New Faculty Member, 2022–23
Associate Professor, Electrical engineering
In Umberto Celano’s line of work as an electrical engineer, he particularly enjoys conducting research on materials analysis, device physics and instrumentation development for nanoscale sensing. Early in his research career, Celano discovered an interest in advanced materials characterization — the study of correlating materials properties with device performance and reliability by using different experimental physical methods.
“This field grows along with the complexity of the new device architectures that are continuously introduced,” Celano says. “Therefore, you never get bored, and it is easy to stay interested as you explore new solutions to access materials properties and nanoscale physics that enable advanced chip technology.”
He will continue research in his field as an associate professor in the School of Electrical, Computer and Energy Engineering, part of the Ira A. Fulton Schools of Engineering at Arizona State University. Celano comes to ASU in the spring of 2023 from his positions as a principal member of the technical staff at Belgium’s nanoelectronics research hub imec and part-time faculty member at the Netherlands’ University of Twente.
Celano applied to join the School of Electrical, Computer and Energy Engineering faculty after he heard about the Fulton Schools’ prestigious reputation and Arizona’s growing semiconductor industry.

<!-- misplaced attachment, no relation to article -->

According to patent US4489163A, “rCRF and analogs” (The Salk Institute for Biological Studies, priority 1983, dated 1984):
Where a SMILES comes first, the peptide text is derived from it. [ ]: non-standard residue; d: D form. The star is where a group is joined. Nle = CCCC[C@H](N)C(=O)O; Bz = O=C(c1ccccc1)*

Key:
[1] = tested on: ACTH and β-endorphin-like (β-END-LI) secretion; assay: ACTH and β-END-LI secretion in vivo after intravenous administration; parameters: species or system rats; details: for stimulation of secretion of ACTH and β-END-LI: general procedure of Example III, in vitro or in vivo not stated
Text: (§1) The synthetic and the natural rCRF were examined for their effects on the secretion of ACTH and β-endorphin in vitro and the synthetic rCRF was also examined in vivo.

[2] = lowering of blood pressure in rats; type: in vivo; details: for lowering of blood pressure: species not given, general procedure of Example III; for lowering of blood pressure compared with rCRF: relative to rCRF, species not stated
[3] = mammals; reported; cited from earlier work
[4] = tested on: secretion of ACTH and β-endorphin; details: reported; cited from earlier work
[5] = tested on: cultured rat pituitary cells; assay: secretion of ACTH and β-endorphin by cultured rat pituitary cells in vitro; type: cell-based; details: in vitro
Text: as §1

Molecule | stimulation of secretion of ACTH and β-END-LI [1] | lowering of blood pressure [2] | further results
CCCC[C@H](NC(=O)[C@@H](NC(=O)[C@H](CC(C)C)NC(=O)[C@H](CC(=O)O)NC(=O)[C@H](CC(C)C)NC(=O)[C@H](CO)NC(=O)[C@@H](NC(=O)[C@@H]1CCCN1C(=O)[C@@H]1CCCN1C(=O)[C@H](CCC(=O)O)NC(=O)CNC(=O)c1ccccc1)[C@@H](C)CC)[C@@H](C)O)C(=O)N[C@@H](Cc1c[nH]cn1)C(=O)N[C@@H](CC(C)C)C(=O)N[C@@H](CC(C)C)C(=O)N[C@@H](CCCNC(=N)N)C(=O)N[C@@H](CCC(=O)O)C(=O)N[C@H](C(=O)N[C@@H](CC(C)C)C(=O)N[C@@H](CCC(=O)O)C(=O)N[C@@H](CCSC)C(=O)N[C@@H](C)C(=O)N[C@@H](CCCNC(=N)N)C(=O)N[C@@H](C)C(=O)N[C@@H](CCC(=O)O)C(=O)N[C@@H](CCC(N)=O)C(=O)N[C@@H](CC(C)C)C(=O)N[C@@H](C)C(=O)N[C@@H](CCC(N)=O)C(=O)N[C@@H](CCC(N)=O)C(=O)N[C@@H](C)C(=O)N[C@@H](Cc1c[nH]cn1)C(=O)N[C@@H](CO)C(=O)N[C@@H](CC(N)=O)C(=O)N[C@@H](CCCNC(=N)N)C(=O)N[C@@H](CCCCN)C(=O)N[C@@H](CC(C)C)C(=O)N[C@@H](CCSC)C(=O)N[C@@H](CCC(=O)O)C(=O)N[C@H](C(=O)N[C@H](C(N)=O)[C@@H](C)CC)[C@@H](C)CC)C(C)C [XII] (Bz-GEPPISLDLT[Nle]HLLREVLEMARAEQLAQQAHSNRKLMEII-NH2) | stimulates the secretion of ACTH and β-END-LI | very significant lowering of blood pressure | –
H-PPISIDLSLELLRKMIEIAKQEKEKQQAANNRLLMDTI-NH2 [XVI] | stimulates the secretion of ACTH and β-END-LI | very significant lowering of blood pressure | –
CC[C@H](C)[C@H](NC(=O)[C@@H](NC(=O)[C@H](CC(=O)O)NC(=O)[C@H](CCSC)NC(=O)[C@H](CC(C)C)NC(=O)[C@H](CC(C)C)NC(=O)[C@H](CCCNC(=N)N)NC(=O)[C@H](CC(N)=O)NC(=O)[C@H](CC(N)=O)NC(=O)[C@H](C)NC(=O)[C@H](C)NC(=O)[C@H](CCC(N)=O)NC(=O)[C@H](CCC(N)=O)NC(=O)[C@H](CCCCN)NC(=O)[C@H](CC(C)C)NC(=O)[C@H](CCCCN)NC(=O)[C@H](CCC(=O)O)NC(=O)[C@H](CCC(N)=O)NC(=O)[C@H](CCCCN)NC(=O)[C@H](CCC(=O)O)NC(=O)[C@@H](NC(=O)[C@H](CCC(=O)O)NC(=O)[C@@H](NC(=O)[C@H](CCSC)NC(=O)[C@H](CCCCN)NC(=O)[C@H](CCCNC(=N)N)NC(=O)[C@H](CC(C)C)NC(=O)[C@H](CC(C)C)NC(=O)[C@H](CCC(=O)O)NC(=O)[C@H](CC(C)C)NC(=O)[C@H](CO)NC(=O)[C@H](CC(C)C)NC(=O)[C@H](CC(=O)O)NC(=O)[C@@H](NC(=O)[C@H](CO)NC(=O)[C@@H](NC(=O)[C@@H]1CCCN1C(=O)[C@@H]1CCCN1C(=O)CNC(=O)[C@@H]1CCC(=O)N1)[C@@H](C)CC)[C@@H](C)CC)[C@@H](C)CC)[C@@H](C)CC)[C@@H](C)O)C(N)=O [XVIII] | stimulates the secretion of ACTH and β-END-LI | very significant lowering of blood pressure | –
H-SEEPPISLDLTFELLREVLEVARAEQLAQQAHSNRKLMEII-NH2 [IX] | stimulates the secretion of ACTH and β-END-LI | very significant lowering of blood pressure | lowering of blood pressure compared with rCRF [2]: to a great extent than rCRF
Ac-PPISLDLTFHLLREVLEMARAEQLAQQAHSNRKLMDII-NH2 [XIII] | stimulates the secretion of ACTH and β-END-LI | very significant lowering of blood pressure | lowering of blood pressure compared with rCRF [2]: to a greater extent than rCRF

In his new role, Celano looks forward to exploring partnerships between his research at ASU and locally based semiconductor companies. He hopes that through such partnerships, his research can help advance the field of computer chip manufacturing and materials metrology.
Celano says his students at ASU should have a deep curiosity for physics and technology and be driven to learn more about the field.
“I believe this makes it easier for both sides, my teaching and the students’ learning,” he says.
In his outgoing role as a student mentor in Belgium and the Netherlands, Celano takes pride in having inspired many students to begin research careers. He says that more than two thirds of his students have gone into research roles.
When not working, Celano has a multitude of hobbies he enjoys, including playing music, sailing, fishing and kitesurfing.
Written by TJ Triolo